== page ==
Once the initial embarrassment of repeatedly saying 'cock' to strangers had evaporated, I began noticing a few positives about my new name. For example, no-one has ever asked me to spell out Peacock for them, but I must have lost a good month of my life saying G-A-L-B-R-A-I-T-H.
And so began my love of name changes. When I first created my blog, it was simply named after me (big headed much?). But alas, as doomsday (the planned end of my maternity leave) approached, I became worried about returning to my job in animal rights, faced with an army of violent, hateful enemies, with photos of my baby on a website named after me. And so, I changed the name of my site. To Pea Musings. It was a rushed decision, and one I later decided I regretted. For what exactly does it mean?!
And so, this weekend I have decided upon the new (and final) name of my blog. Consider this the official launch. Help yourself to prosecco, and enjoy the ambient music in the air.
Thank you for reading my newly named blog, "Watching You Grow". I promise I will not change it again.

Please 'Like' the new Facebook page for Watching You Grow here.

Recipe: Vegan Chocolate & Toffee Ice Cream

Being the healthy-focused vegans that we are, Laurie and I sometimes spend time discussing sugary foods we want to try recreating. After a particularly successful attempt at toffee popcorn one evening, we decided the toffee sauce would be perfect in ice cream.

Months later my parents set off on their annual migration to warmer lands, and we once again had their ice cream maker bestowed upon us. At last we were able to put our plan into action.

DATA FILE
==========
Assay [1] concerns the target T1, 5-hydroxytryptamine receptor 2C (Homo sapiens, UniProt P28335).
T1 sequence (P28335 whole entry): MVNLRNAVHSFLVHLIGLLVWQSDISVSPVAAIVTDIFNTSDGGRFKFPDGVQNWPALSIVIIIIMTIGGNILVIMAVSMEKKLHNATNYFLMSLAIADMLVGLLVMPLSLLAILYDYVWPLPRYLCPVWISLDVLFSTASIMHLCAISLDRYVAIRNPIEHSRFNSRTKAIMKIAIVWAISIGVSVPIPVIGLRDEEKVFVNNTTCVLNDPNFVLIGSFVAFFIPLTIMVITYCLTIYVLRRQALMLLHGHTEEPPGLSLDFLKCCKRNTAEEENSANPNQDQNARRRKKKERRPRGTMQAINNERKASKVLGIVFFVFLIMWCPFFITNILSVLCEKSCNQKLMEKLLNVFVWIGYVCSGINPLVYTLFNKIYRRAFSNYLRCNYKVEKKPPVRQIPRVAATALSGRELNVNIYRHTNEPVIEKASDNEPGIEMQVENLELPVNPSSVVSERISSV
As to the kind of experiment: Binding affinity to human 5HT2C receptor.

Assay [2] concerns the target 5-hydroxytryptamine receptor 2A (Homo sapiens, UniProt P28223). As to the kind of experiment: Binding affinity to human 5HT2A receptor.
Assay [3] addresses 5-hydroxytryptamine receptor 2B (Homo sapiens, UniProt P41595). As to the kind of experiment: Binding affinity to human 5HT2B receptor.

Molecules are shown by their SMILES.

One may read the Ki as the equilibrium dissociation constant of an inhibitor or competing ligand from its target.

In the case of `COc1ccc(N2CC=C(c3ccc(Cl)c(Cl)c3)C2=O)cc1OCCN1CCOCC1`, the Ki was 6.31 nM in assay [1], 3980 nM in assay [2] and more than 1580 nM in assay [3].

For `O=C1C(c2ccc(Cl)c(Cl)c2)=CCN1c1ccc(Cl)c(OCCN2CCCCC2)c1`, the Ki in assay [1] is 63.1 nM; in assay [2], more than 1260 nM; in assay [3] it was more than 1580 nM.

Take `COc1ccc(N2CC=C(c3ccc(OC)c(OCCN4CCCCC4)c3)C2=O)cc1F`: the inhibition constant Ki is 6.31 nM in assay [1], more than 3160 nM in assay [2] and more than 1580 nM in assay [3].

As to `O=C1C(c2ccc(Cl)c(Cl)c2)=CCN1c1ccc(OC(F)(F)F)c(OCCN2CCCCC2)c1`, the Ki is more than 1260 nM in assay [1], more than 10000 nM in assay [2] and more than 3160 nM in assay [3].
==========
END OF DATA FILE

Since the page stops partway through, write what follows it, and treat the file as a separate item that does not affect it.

So, when Morrisons sent me vouchers to spend in store, I decided to buy some ingredients to make out long awaited dreams come true.

We used Wheeler Del Toro's vegan vanilla ice cream recipe because we had used it successfully before. It's a good recipe, though I think perhaps it was a little too watery, so we may try experimenting a bit with it next time.

Once the ice cream was whizzing round in the machine, Laurie set to work recreating his toffee sauce. It's never easy to remember the exact ingredients or method of drunk cooking, so I don't think the sauce was identical to the popcorn sauce, but this is roughly what we did:

1/2 cup vegan margarine (we used Vitalite)
1/2 cup of brown sugar
a pinch of salt

Mix it all together in a pan over a low heat, and stir continuously until the it is thick, oozy and delicious. Laurie was adding extra margarine and sugar into the pan until he felt it was right, so you may want to adjust the levels slightly if you would like a thicker or thinner sauce. Once the sauce tastes amazing, remove it from the heat and let it cool for five minutes.

We then poured about half of the mixture into the ice cream maker as it continued to churn, added about 50g of grated dark chocolate, and a handful of chopped mixed nuts. We then poured the ice cream into a freezer friendly container, smoothed it out, poured the rest of the toffee sauce on top and sprinkled another handful of chopped mixed nuts.

We stuck it in the freezer, drank more wine, forgot about it, and then finally got round to trying it this morning. It was so good. Served in a brandy snap, it was a truly delicious dessert.

Disclaimer: Morrisons sent me vouchers to spend in store, but I have only myself to blame for choosing some unhealthy ingredients.